Oh god, apartment brokers. The worst. The bait-and-switch they pull with CL listings is jaw-dropping. One broker got me into his office, and of couuuuurse the fantastic listing he'd posted on CL had "just rented." So, I told him I wanted a one-bedroom for less than $2500/month below 14th street. He nodded,and then showed me a studio in Hell's Kitchen. WTF. Even better was the broker who offered to show me his "exclusive listing" - which turned out to be an apartment I'd found the day before on CL and had already toured, which was definitely being rented directly by the previous tenant and not by any brokers. Basically, he wanted to charge me a fee for showing me a by-owner listing he found on Craigslist. Yeah, that would totally have been worth $2000, dude.
@Heather F G It was an AWESOME car. A 1965 Lincoln Continental convertible. Took our best pics posing next to and in the car -it was a real highlight! So, I don't feel as bad about it as I probably should :D And definitely true about the difference between "maxxed out" and "almost maxxed out" - those tiny bits of wiggle room are wedding lifesavers. Thanks so much for this article!
Worst unanticipated wedding expense: an out-of-town friend wanted to attend my wedding, but couldn't afford a hotel room. I breezily told her it wouldn't be a problem to just sleep over with me at my parent's house. I cleared it with my parents, and all was well. Until my dad, flipping out from the stress two days before the wedding, decided that any houseguests were FAR too complicated and he Would. Not. Have. Any. Guests. At. HIS. House. I asked him what to do, and he looked at me pointedly and said "looks like you need to get her a hotel room, I guess." Had no idea what to do - call my friend and tell her she couldn't come to the wedding, after I promised to make arrangements for her? Instead, I pulled out my sad little nearly-maxed-out credit card and booked a room for her at the same Hilton all the other guests were staying at, called her, and told her the hotel room was my treat. My very expensive, made-in-a-monent-of-stress treat. Ugh. Four years later and I'm still annoyed at my dad about it. I got revenge, though - I used his credit card to pay for the getaway car we rented and "forgot" to tell him about it. As he never brought it up, I guess we're even by now.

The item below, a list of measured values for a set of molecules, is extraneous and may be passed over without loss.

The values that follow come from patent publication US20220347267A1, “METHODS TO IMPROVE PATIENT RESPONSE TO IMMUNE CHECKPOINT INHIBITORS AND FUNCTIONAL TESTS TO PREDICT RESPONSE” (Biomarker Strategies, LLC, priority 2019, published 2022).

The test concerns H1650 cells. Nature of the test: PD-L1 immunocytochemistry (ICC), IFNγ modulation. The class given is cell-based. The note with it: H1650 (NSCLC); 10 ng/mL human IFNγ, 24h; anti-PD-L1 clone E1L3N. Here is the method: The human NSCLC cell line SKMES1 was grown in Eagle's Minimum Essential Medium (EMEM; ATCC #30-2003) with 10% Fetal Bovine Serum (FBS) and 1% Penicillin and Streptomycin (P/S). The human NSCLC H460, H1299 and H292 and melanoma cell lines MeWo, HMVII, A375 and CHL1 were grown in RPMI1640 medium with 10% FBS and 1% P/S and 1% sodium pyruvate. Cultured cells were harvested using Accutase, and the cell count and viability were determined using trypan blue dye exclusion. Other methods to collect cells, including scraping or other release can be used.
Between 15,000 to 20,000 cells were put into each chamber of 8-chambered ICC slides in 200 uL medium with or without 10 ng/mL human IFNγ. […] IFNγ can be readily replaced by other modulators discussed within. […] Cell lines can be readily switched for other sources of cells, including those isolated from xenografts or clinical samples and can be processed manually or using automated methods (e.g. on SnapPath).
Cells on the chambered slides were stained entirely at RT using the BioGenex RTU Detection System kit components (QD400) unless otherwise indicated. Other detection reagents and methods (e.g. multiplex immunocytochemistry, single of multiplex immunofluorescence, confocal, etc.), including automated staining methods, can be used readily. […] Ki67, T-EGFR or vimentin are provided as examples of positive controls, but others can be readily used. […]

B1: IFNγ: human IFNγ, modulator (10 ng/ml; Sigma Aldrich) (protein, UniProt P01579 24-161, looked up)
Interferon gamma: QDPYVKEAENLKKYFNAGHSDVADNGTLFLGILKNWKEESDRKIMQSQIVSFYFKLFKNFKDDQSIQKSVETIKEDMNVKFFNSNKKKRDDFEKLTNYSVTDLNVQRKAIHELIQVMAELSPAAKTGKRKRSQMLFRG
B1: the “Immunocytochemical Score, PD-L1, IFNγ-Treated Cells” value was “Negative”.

@ATF Honestly, if I got to live in the same building as the super-wealthy while paying substantially below-market rent, I'd feel awesome. Seriously, I would be more than willing to enter through whatever door they'd like if it meant I got to live in a multi-million-dollar high rise for the cost of a studio in Bushwick. I honestly think we're missing the fact that housing in NYC is off-the-charts, and this small handful of winners is getting a tremendous deal. Just because they have to walk an extra 20 feet to get to their Freshdirect concierge fridge while the rest of us struggle to make rent in the outer boroughs...again, it's just really not keeping me up at night. We desperately need more affordable housing available, and making this debate about the quality (which seems pretty excellent, despite the separate door) vs. the quantity of affordable housing seems like it's missing the real problem.
I don't know - I'm usually a bleeding-heart liberal, but this just doesn't move me. The people who end up in the affordable apartments are literally winning a lottery jackpot (seriously, you have to apply into a lottery to get in). Tons of people apply, only a lucky few get the spots. And what do they win? The ability to live in a fantastic neighborhood, in a luxury building, for a special low price that's denied to everyone else. Meanwhile, the rest of us hoi polloi have to scramble for affordable apartments in Queens with long commutes, no views, and regular entrances for everyone. The fact that the winners don't get to enjoy fantastic views and amenities with their subsidized below-market rent doesn't keep me up at night. I support affordable housing programs, I think we need LOTS more of them, and it seems like anything we can do to make developers comfortable with embracing these programs is fine by me.
@Ester Bloom Blue Hill Stone Barns! Take the train up - it's a really amazing way to spend a day (and lots of Mike's $$$).
@Ester Bloom LUCKY!!! I am officially jealous - the only thing I can think of better than EMP is free EMP.
@andnowlights Seriously worth it. It cost about the same as a nice weekend vacation - and yet, I think I left that place feeling MORE relaxed and amazing than I ever have on a vacation. The huge amounts of booze probably helped, lol. At the end, they take you on a tour of the kitchen and make you a special frozen-nitrogen cocktail (based on preferences they've picked up on you expressing throughout the meal) while you watch all the chefs work their magic. Then they literally dance you out the door, pressing gifts into your hands as you leave. They also gave us printed keepsake menus of everything we ate, and then separate menus with the wine pairing on them. I have them framed in my hallway now. Really, it's a truly special experience (and if anyone goes based on this review, Daniel Humm owes me a freebie!).
Over $800 for dinner for two at Eleven Madison Park, including wine pairing. It was our first anniversary. So expensive, and yet, somehow, still totally worth it. Best meal I've ever had in my life. If you want to be treated like an absolute rock star for one night (and I mean, the total Beyonce and Jay-Z experience), it's worth the splurge as a once in a lifetime thing if you can swing it.
Great article! I'd actually love to know more about nannying - how much she makes, how difficult it was to negotiate, the difference in pay between someone with a masters in social work (obviously educated and well-spoken) vs a nanny who may not be fluent in English, and the class issues this involves. The whole nanny thing in NYC is honestly fascinating stuff, to me.